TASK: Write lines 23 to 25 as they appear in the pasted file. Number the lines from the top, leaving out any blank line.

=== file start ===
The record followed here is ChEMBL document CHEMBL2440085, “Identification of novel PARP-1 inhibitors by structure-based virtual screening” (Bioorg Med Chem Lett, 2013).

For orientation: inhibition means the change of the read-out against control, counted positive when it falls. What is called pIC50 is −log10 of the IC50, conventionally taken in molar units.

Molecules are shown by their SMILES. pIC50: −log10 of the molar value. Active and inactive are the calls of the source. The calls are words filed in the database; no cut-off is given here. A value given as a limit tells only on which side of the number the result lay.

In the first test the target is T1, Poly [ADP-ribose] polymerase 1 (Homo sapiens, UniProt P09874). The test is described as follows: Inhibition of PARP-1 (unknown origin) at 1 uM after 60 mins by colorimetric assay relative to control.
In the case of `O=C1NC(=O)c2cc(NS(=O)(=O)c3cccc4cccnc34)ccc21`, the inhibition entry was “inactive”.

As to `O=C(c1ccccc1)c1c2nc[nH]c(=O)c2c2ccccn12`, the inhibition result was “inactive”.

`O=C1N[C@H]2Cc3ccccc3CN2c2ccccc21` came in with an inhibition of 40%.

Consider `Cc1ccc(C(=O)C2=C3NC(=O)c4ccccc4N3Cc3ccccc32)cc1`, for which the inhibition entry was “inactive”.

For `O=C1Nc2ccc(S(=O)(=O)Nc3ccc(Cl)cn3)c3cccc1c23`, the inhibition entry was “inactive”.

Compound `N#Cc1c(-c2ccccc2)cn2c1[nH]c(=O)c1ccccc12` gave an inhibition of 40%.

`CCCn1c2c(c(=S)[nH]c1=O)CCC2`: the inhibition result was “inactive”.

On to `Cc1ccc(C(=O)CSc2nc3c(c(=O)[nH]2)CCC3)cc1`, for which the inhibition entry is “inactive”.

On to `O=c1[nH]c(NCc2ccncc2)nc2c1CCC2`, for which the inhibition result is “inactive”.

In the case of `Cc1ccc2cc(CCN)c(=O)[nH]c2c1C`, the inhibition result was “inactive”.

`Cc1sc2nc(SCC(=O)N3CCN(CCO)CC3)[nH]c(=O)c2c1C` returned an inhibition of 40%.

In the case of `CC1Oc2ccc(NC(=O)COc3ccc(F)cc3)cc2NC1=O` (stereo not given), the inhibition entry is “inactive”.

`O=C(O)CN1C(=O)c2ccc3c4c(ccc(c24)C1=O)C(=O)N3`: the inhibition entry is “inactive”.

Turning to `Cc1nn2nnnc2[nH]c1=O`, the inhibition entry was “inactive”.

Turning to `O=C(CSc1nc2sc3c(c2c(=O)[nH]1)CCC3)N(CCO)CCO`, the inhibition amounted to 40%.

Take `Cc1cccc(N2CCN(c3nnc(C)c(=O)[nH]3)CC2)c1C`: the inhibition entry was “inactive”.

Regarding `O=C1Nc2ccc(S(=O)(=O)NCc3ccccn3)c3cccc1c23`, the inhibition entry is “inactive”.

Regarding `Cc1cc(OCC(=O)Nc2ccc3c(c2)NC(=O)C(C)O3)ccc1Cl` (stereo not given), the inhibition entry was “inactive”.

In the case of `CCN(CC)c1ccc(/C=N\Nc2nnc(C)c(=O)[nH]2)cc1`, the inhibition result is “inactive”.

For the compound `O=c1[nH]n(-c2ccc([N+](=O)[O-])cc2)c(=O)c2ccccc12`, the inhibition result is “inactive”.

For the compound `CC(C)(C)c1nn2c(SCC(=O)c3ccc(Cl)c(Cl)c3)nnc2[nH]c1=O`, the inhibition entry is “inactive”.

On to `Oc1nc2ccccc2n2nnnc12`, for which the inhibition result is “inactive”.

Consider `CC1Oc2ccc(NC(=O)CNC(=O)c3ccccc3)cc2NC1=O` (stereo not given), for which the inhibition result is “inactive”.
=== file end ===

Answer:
In the case of `CCN(CC)c1ccc(/C=N\Nc2nnc(C)c(=O)[nH]2)cc1`, the inhibition result is “inactive”.

For the compound `O=c1[nH]n(-c2ccc([N+](=O)[O-])cc2)c(=O)c2ccccc12`, the inhibition result is “inactive”.

For the compound `CC(C)(C)c1nn2c(SCC(=O)c3ccc(Cl)c(Cl)c3)nnc2[nH]c1=O`, the inhibition entry is “inactive”.